Not All Reality Bites
The reality TV phenomenon has worn a little thin for me. An avid "Real World" fan from the get-go (almost 15 years ago!), I think my eyes started glazing over sometime around "The Anna Nicole Show." My fascination with "Flavor of Love" was nothing short of a sickness, one from which I've now recovered (I won't be there for a rumored second season).
I can still get into a little vintage "Osbournes," but tend to shy away from "Meet the Barkers." It's just seems that in the past few years, reality TV has become completely unreal. It's all the "Surreal Life," if ya get my meaning. In what world -- other than one involving hefty payments -- would Daniel Baldwin, Biz Markie and the freaking Snapple lady compete to lose weight? It's like watching a train wreck and one can only watch so many wrecks without developing post traumatic stress disorder.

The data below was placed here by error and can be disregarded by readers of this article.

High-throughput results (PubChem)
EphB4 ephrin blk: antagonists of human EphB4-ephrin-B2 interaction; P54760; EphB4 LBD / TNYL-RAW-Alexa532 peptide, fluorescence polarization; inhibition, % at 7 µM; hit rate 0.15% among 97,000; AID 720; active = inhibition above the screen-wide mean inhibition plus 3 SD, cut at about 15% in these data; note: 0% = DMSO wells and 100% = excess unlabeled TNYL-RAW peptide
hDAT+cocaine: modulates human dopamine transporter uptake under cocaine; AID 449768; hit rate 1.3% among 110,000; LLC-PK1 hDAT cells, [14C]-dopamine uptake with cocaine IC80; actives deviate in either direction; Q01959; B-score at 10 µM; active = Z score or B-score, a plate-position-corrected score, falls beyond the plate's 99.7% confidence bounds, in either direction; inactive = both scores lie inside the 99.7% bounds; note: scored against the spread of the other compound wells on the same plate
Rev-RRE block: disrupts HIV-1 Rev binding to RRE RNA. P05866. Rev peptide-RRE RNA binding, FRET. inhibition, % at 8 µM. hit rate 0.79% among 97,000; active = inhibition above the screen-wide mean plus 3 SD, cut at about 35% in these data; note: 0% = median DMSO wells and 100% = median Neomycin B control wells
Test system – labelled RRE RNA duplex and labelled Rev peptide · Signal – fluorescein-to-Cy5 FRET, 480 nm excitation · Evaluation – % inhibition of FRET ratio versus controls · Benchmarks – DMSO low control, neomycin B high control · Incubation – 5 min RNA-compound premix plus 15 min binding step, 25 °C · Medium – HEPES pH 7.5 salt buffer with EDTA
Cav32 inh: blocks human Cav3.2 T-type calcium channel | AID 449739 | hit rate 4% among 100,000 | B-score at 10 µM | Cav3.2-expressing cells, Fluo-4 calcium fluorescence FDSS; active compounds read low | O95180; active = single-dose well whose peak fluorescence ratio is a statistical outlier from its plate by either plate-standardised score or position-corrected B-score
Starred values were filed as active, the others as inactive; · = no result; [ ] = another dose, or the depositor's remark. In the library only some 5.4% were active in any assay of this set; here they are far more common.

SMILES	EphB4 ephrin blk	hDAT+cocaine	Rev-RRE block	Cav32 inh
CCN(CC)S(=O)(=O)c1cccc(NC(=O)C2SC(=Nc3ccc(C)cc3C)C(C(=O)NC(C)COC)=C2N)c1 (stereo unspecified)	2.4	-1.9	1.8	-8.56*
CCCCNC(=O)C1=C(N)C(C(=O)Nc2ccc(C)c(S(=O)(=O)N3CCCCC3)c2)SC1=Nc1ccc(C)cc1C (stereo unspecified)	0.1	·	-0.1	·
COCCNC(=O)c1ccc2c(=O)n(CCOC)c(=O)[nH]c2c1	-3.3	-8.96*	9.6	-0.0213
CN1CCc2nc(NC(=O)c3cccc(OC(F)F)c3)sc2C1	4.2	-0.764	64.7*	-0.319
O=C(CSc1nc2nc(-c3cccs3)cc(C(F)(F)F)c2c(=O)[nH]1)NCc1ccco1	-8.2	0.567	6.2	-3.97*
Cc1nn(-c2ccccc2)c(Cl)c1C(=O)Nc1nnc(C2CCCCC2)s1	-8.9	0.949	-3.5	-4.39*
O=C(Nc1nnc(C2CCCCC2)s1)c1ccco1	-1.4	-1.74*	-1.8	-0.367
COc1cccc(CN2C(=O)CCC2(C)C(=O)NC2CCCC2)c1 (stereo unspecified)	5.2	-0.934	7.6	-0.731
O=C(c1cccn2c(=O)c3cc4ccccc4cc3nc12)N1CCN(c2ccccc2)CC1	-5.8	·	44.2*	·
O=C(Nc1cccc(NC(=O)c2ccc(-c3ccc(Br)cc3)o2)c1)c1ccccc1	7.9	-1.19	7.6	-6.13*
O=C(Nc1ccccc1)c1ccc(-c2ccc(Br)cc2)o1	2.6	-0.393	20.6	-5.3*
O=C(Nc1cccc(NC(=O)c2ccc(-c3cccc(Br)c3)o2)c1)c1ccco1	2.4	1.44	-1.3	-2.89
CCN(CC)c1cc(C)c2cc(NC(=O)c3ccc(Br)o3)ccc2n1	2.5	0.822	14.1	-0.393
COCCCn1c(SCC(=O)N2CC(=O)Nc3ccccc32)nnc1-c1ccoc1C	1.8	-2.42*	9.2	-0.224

Yet along the way, there have been some instances of networks using their reality powers for good. For instance, "American Chopper," "Cops" (we can debate this one in comments) and the excellent PBS offerings "Manor House," "Frontier House," "1900 House" and the soon to come "Texas Ranch House."
While channel surfing before the Simpsons* on Sunday night, the hubby and I came across "Little People, Big World." The show's been airing on TLC since March 4, so I'm probably one of the last owners of a cable box to catch it and for that I'm sorry. Because this show is reality done right.
On the off chance that someone else out there hasn't yet caught "Little People, Big World," here's the set-up: The show follows Oregon's Roloff family. Mom, dad and one son are little people -- meaning 4-feet tall. Three children are average size. With wit, restraint, timing and access, TLC's cameras give us a peek into what we soon see is an average American family, albeit one with a few more challenges than most.
In one episode, father Matt speaks at a junior high about little people, prejudice and acceptance -- lessons that can't help but be absorbed while watching this excellent, entertaining half-hour of TV.
*Speaking of the Simpsons, did anyone see that they actually ran the live action sequence I linked to a couple of weeks ago during the opening credits? Very cool move.
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